Back in 2001, Richard Lindzen and colleagues made quite a stir in the climate community when they published a paper in the Bulletin of the American Meteorological Society in which they describe having possibly identified an “adaptive infrared iris” that opens and closes to keep the earth’s temperature fairly steady even in light of increasing atmospheric carbon dioxide levels. It was proposed to work something like this—when the temperature in the tropical oceans begins to warm up, it causes in increase in the amount of low-level water clouds and an even greater decrease in total coverage of high-altitude ice clouds. Since ice clouds are net warmers (that is, they trap more outgoing longwave radiation (heat) than they reflect away incoming shortwave (solar) radiation) and water clouds are (generally) net coolers (reflecting back to space more incoming solar shortwave radiation than they absorb outgoing longwave radiation), more of the latter and a lot less of the former leads to a net cooling, and the temperatures of the tropical oceans decrease. However, cooler tropical ocean temperatures lead to less low-level (water) clouds and more high altitude ice clouds. This configuration tends to lead to a net radiation increase and to higher temperatures. And the cycle starts over again. Lindzen’s moniker “adaptive infrared iris” refers to the mechanism in which the tropical ice cloud cover opens and closes in response to tropical ocean temperatures to allow more heat to escape to space when the oceans are warm and less heat to escape to space when the oceans are relatively cool (much like the iris of an eye which opens and closes in response to varying light levels to try to maintain a constant level falling on the retina). Lindzen et al. proposed that the iris acts as a global thermostat that will keep the earth’s temperatures from rising very far even as atmospheric concentrations of greenhouse gases increase.


November 27, 2006

Dimming Fights Drought?

A recent article in Geophysical Research Letters by Rutgers’ scientists Alan Robock and Haibin Li addresses the issue of global warming and reduced soil moisture levels in important agricultural areas. Every popular global warming presentation lays out the case that higher temperatures in the future will cause higher levels of evaporation that will overwhelm any changes in precipitation and force soil moisture levels to drop. Of course, crops will fail, we will have more frequent and severe droughts of longer duration, and it will have all been caused by elevated carbon dioxide (CO2) levels. You’ve heard the story a 1,000 times by now.


November 2, 2006

Messy Models

The global warming scare comes largely, if not exclusively, from the outputs of numerical climate models. Some of the models are relatively simple in their design while other climate models are among the most sophisticated computer programs ever built. When the concentration of greenhouse gases is increased numerically, almost all models of climate show an increase in global temperature with the most warming occurring in the Northern Hemisphere’s highest latitudes. Predictions involving precipitation, drought, hurricanes, floods, changes in climate variability, and all the rest vary considerably from model to model. Many greenhouse advocates treat the 2 ×CO2 model simulations as predictions for the future with little regard for shortcomings in the way the models numerically represent the 1,000s of complex processes at work in the climate system.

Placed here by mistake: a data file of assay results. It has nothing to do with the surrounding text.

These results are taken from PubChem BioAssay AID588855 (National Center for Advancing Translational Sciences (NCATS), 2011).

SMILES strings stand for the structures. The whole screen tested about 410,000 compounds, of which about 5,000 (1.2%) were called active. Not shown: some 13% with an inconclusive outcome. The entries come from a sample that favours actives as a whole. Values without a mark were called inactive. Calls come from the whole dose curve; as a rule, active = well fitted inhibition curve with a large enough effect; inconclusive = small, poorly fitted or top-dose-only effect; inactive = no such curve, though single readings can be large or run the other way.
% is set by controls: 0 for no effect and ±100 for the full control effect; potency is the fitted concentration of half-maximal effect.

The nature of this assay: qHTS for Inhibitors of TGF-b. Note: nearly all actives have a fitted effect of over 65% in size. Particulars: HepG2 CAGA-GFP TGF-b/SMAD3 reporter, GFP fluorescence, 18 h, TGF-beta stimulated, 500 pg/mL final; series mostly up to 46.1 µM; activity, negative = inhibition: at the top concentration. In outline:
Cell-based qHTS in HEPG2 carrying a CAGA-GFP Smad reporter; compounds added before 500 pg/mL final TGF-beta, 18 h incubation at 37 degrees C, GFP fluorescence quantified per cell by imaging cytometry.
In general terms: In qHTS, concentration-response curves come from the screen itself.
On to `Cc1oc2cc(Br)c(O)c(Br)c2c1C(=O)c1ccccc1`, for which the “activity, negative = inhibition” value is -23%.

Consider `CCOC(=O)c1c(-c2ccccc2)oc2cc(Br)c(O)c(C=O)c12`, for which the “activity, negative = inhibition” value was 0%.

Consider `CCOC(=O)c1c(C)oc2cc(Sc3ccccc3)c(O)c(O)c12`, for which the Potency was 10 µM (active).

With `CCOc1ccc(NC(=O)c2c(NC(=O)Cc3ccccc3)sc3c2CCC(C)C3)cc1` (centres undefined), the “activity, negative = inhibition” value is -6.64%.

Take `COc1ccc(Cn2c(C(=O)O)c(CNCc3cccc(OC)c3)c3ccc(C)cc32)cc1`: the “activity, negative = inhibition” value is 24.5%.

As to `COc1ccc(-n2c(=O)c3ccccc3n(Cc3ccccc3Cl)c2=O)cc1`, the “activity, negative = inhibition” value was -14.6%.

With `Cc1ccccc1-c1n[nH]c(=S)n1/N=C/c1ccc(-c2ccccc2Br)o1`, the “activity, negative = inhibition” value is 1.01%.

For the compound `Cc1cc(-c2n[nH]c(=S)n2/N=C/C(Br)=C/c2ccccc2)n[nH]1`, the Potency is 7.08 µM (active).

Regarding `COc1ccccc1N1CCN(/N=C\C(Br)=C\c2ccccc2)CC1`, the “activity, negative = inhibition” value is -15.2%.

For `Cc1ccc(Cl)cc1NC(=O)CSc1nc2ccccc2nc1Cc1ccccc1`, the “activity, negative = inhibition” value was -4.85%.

The Intergovernmental Panel on Climate (IPCC) change warns in their Summary for Policymakers “models cannot yet simulate all aspects of climate (e.g., they still cannot account fully for the observed trend in the surface-troposphere temperature difference since 1979) and there a particular uncertainties associated with clouds and their interaction with radiation and aerosols.” Two articles have appeared in the scientific literature recently that further expose the weaknesses in the model simulations.


August 24, 2006

A Sea Change in Global Warming?

For years now, we have been deluged with the news that the earth’s oceans are heating up as a result of changes in atmospheric composition resulting from the combustion of fossil fuels.

Typical of these was a 2005 story titled “Where’s The Heat? Think Deep Blue,” from United Press International, describing a recent paper in Science by NASA climate modeler James Hansen. UPI wrote that “Over the past ten years, the heat content of the ocean has grown dramatically.” This study covered more than just the ocean surface temperature, which can fluctuate considerably from year to year. Rather, by considering a much deeper layer (the top 2,500 feet), Hansen could actually calculate the increasing amount of heat that is being stored. According to UPI’s story, this provided “a match” with computer model projections of global warming.

The ocean is a huge flywheel that integrates and stores long-term climate changes. Consequently, when computer models are driven with ever-increasing atmospheric carbon dioxide, the deep oceans warm, warm, and warm. But it takes time to start up, just like a big pot of water heated by a small match. Once the process starts, though, nothing should be able to stop it.

That’s the current wisdom of our climate models, but like current wisdom on so many other aspects of life, nature has behaved differently.

Within weeks, a paper is going to appear in the refereed journal Geophysical Research Letters, by John Lyman of the National Oceanic and Atmospheric Administration, showing that, globally, the top 2500 feet of the ocean lost a tremendous amount of heat between from 2003 through 2005—about 20% of all the heat gained in the last half-century.


January 31, 2006

Hot Tip: Post Misses the Point!

Juliet Eilperin’s latest headline in the Washington Post (January 29, 2006) about how global warming is destroying the earth was “Debate on Climate Shifts to Issue of Irreparable Change.” The Post, which has been news-editorializing this story for a couple of years now, featured her article above the fold in the top-right corner of the Sunday paper. Obviously they are exercised. Our response: cool it.